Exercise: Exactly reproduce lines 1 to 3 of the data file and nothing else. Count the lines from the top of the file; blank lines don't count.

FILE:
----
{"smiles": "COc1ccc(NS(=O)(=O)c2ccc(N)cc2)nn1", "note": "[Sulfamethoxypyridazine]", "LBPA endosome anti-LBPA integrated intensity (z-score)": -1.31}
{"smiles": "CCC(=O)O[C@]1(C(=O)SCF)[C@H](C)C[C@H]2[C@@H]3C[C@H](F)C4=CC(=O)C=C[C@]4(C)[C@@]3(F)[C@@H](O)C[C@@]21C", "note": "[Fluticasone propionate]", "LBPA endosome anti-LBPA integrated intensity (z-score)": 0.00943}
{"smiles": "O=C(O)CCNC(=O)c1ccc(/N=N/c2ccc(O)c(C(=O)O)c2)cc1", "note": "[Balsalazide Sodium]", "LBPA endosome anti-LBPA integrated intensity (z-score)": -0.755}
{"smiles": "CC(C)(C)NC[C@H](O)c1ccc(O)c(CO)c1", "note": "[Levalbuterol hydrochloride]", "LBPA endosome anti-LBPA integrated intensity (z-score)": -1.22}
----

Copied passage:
{"smiles": "COc1ccc(NS(=O)(=O)c2ccc(N)cc2)nn1", "note": "[Sulfamethoxypyridazine]", "LBPA endosome anti-LBPA integrated intensity (z-score)": -1.31}
{"smiles": "CCC(=O)O[C@]1(C(=O)SCF)[C@H](C)C[C@H]2[C@@H]3C[C@H](F)C4=CC(=O)C=C[C@]4(C)[C@@]3(F)[C@@H](O)C[C@@]21C", "note": "[Fluticasone propionate]", "LBPA endosome anti-LBPA integrated intensity (z-score)": 0.00943}
{"smiles": "O=C(O)CCNC(=O)c1ccc(/N=N/c2ccc(O)c(C(=O)O)c2)cc1", "note": "[Balsalazide Sodium]", "LBPA endosome anti-LBPA integrated intensity (z-score)": -0.755}